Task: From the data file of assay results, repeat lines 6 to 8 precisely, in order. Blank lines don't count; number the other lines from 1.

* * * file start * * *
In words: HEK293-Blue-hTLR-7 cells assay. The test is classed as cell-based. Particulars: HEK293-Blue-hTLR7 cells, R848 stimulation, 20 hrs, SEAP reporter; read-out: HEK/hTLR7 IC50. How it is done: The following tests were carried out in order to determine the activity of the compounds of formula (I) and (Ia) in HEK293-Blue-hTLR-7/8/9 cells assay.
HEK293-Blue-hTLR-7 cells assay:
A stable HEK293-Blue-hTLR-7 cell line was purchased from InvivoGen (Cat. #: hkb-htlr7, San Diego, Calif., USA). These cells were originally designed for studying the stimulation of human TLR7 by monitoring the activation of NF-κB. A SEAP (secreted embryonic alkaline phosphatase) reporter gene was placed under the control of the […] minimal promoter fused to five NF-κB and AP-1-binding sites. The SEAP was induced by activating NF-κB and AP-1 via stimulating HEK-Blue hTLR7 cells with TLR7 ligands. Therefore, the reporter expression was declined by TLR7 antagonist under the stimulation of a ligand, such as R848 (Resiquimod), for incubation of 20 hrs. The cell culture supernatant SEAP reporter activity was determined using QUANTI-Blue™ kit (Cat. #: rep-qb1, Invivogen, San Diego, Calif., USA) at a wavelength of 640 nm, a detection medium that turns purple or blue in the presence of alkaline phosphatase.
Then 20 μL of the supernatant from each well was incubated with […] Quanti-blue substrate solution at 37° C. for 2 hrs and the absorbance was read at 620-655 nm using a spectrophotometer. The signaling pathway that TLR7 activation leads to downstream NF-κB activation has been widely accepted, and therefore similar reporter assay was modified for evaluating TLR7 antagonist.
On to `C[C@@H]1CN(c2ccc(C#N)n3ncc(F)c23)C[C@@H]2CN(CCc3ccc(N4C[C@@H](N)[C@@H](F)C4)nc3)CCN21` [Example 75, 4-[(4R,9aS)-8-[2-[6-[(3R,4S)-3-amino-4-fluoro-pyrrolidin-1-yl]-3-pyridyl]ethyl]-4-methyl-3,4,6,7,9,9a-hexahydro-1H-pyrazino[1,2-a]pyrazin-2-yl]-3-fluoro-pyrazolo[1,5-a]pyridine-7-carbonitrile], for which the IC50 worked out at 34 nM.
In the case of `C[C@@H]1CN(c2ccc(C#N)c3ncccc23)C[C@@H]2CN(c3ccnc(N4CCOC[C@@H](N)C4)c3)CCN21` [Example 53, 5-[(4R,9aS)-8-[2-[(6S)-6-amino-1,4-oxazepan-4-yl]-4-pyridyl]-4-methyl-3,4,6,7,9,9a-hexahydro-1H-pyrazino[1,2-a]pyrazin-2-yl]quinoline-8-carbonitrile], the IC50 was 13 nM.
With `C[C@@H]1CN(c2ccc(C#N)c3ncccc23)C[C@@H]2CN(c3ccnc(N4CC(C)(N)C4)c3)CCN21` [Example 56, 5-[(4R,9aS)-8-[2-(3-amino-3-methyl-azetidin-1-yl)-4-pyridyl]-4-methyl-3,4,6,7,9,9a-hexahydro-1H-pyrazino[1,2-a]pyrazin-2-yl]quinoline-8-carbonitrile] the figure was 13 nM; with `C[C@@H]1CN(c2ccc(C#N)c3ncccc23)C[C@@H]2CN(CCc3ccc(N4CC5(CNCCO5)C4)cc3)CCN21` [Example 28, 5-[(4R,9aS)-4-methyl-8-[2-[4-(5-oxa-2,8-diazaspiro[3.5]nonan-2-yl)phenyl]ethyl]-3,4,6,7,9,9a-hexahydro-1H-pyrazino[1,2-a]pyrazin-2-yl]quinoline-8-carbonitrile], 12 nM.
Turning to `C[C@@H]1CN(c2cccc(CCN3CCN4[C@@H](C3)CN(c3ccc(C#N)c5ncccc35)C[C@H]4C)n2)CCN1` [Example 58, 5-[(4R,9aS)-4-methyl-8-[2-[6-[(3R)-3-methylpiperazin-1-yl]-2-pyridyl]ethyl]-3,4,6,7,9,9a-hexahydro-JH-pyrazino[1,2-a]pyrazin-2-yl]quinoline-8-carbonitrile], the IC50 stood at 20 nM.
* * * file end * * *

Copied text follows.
In the case of `C[C@@H]1CN(c2ccc(C#N)c3ncccc23)C[C@@H]2CN(c3ccnc(N4CCOC[C@@H](N)C4)c3)CCN21` [Example 53, 5-[(4R,9aS)-8-[2-[(6S)-6-amino-1,4-oxazepan-4-yl]-4-pyridyl]-4-methyl-3,4,6,7,9,9a-hexahydro-1H-pyrazino[1,2-a]pyrazin-2-yl]quinoline-8-carbonitrile], the IC50 was 13 nM.
With `C[C@@H]1CN(c2ccc(C#N)c3ncccc23)C[C@@H]2CN(c3ccnc(N4CC(C)(N)C4)c3)CCN21` [Example 56, 5-[(4R,9aS)-8-[2-(3-amino-3-methyl-azetidin-1-yl)-4-pyridyl]-4-methyl-3,4,6,7,9,9a-hexahydro-1H-pyrazino[1,2-a]pyrazin-2-yl]quinoline-8-carbonitrile] the figure was 13 nM; with `C[C@@H]1CN(c2ccc(C#N)c3ncccc23)C[C@@H]2CN(CCc3ccc(N4CC5(CNCCO5)C4)cc3)CCN21` [Example 28, 5-[(4R,9aS)-4-methyl-8-[2-[4-(5-oxa-2,8-diazaspiro[3.5]nonan-2-yl)phenyl]ethyl]-3,4,6,7,9,9a-hexahydro-1H-pyrazino[1,2-a]pyrazin-2-yl]quinoline-8-carbonitrile], 12 nM.
Turning to `C[C@@H]1CN(c2cccc(CCN3CCN4[C@@H](C3)CN(c3ccc(C#N)c5ncccc35)C[C@H]4C)n2)CCN1` [Example 58, 5-[(4R,9aS)-4-methyl-8-[2-[6-[(3R)-3-methylpiperazin-1-yl]-2-pyridyl]ethyl]-3,4,6,7,9,9a-hexahydro-JH-pyrazino[1,2-a]pyrazin-2-yl]quinoline-8-carbonitrile], the IC50 stood at 20 nM.